I do this as well, and it's not an issue. But over and over again I hear people suggesting to lean it against a wall.
    There are 10 types of people, those that understand binary and those that don't.

  15. #15
    Senior Member chandltp's Avatar
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    Quote Originally Posted by pdlamb View Post
    All that trouble is part of why I like my kickstand, BTW.
    I agree.. but I feel like I'm missing something with the non-kickstand crowd. Granted my fixie has a kickstand, front brake and mirror.. which I would imagine many people would find objectionable.
    There are 10 types of people, those that understand binary and those that don't.

  16. #16
    Long Distance Cyclist Machka's Avatar
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    Quote Originally Posted by chandltp View Post
    If it worked that way for me, I wouldn't be asking the question. When I do what you have picturee, the front wheel flops and tries to roll away from the wall. I'm guessing locking the brakes as someone suggested might help the issue.

    I'm wondering if the fact that I have panniers has anything to do with it. Granted, I also have longer handlebars than pictured.
    You can balance your bicycle against a wall without the handlebars touching at all ... with just the rear wheel and maybe seat or pedal touching.


    However, the fact you have panniers probably does have something to do with it. So lean the panniers against the wall ... and lean is the key word, you can't prop the bicycle with either the rear wheel or with the panniers if it is bolt upright.

  17. #17
    Senior Member RoadTire's Avatar
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    Quote Originally Posted by fietsbob View Post
    thick rubber band from front wheel valve stem around the downtube and hooked over the valve stem again ,
    is cheap & simple..
    Keeping the front wheel from rolling always seemed like a good idea, and this is the best I have see yet - but I haven't done it because I'm afraid I'll get back on the bike, forgetting the rubber band.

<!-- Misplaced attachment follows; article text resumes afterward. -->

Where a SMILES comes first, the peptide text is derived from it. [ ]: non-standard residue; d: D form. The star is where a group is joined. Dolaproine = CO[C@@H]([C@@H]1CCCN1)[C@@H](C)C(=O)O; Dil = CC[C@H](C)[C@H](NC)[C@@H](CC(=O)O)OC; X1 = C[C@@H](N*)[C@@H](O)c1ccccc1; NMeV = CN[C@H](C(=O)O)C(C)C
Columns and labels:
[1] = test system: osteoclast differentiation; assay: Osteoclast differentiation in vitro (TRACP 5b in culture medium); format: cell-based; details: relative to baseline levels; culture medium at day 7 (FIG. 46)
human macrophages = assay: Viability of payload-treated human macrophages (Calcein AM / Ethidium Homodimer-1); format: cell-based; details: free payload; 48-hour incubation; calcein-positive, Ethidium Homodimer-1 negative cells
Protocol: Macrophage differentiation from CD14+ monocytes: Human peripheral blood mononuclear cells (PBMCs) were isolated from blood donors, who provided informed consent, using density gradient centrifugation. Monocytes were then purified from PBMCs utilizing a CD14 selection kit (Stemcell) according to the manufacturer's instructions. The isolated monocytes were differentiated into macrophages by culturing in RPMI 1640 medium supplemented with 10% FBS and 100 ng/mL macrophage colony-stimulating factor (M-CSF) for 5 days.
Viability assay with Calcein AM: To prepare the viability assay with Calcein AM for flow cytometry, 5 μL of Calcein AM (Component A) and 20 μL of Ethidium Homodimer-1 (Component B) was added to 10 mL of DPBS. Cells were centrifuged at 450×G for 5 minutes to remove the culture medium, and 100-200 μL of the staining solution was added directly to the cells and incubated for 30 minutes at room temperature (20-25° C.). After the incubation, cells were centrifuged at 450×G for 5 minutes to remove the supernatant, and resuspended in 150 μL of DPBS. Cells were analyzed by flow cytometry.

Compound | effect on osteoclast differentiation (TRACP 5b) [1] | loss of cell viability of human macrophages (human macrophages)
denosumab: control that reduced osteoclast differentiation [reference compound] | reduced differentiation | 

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    Pedaled too far. Artkansas's Avatar
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    Quote Originally Posted by chandltp View Post
    The front wheel flops sideways and the bike wants to fall over at that point.
    A curly cable and lock will help there, keeps the front wheel pointed forward and provide a little casual theft protection.
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    coprolite fietsbob's Avatar
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    Keeping the front wheel from rolling always seemed like a good idea, and this is the best I have see yet - but I haven't done it because I'm afraid I'll get back on the bike, forgetting the rubber band.
    forgetting you secured the ..ring lock.. on your rear wheel is a less elastic reminder.

  20. #20
    Long Distance Cyclist Machka's Avatar
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    Quote Originally Posted by chandltp View Post
    I'm wondering if the fact that I have panniers has anything to do with it. Granted, I also have longer handlebars than pictured.
    Do you have panniers on the front?

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    Senior Member Vintage_Cyclist's Avatar
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    Carry one of these with you. You could probably rig up some shoulder straps to carry it like a back pack.


  22. #22
    rebmeM roineS JanMM's Avatar
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    Get a Flickstand to stabilize your parked bike. http://www.velo-pages.com/main.php?g2_itemId=30919
    I used one a long time ago.
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  23. #23
    Senior Member catonec's Avatar
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    so long as your on flat ground you just lean the rear tire against the wall with the bike at about a 15 degree angle. it will stand/lean on its own, no need to turn the handlebars or rest them against the wall at all.

    the rubber band around the brake lever is a good idea but Ive never need to do this.
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  24. #24
    Senior Member chandltp's Avatar
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    Quote Originally Posted by JanMM View Post
    Get a Flickstand to stabilize your parked bike. http://www.velo-pages.com/main.php?g2_itemId=30919
    I used one a long time ago.
    Fenders are in the way for that.
    There are 10 types of people, those that understand binary and those that don't.

  25. #25
    Senior Member chandltp's Avatar
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    Quote Originally Posted by catonec View Post
    so long as your on flat ground you just lean the rear tire against the wall with the bike at about a 15 degree angle. it will stand/lean on its own, no need to turn the handlebars or rest them against the wall at all.
    Now that's something I hadn't considered.. interesting. Although flat ground is difficult to find around here.
    There are 10 types of people, those that understand binary and those that don't.